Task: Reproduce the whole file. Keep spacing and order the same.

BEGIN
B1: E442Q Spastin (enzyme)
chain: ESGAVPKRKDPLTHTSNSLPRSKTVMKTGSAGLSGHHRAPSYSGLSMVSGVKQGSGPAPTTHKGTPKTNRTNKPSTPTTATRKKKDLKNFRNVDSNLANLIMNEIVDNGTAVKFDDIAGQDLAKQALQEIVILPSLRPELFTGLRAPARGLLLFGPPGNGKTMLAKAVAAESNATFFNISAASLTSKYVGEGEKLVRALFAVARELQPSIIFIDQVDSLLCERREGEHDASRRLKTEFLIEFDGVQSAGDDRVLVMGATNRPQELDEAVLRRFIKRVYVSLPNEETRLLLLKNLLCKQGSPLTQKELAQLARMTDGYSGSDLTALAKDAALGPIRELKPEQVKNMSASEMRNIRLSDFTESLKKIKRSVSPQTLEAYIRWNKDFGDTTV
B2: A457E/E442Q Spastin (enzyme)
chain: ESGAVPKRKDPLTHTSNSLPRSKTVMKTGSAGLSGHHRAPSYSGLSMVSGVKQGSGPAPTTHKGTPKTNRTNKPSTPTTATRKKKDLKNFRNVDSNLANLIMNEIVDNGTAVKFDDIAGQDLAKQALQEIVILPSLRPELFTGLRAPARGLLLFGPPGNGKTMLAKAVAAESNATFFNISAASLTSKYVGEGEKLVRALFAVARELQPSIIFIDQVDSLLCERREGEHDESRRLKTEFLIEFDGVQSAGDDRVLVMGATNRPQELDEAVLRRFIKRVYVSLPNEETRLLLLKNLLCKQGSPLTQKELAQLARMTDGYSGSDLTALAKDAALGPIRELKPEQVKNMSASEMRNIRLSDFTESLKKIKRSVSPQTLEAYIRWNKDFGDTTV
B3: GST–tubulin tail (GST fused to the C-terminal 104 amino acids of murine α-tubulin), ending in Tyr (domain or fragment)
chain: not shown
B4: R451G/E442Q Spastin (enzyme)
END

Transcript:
B1: E442Q Spastin (enzyme)
chain: ESGAVPKRKDPLTHTSNSLPRSKTVMKTGSAGLSGHHRAPSYSGLSMVSGVKQGSGPAPTTHKGTPKTNRTNKPSTPTTATRKKKDLKNFRNVDSNLANLIMNEIVDNGTAVKFDDIAGQDLAKQALQEIVILPSLRPELFTGLRAPARGLLLFGPPGNGKTMLAKAVAAESNATFFNISAASLTSKYVGEGEKLVRALFAVARELQPSIIFIDQVDSLLCERREGEHDASRRLKTEFLIEFDGVQSAGDDRVLVMGATNRPQELDEAVLRRFIKRVYVSLPNEETRLLLLKNLLCKQGSPLTQKELAQLARMTDGYSGSDLTALAKDAALGPIRELKPEQVKNMSASEMRNIRLSDFTESLKKIKRSVSPQTLEAYIRWNKDFGDTTV
B2: A457E/E442Q Spastin (enzyme)
chain: ESGAVPKRKDPLTHTSNSLPRSKTVMKTGSAGLSGHHRAPSYSGLSMVSGVKQGSGPAPTTHKGTPKTNRTNKPSTPTTATRKKKDLKNFRNVDSNLANLIMNEIVDNGTAVKFDDIAGQDLAKQALQEIVILPSLRPELFTGLRAPARGLLLFGPPGNGKTMLAKAVAAESNATFFNISAASLTSKYVGEGEKLVRALFAVARELQPSIIFIDQVDSLLCERREGEHDESRRLKTEFLIEFDGVQSAGDDRVLVMGATNRPQELDEAVLRRFIKRVYVSLPNEETRLLLLKNLLCKQGSPLTQKELAQLARMTDGYSGSDLTALAKDAALGPIRELKPEQVKNMSASEMRNIRLSDFTESLKKIKRSVSPQTLEAYIRWNKDFGDTTV
B3: GST–tubulin tail (GST fused to the C-terminal 104 amino acids of murine α-tubulin), ending in Tyr (domain or fragment)
chain: not shown
B4: R451G/E442Q Spastin (enzyme)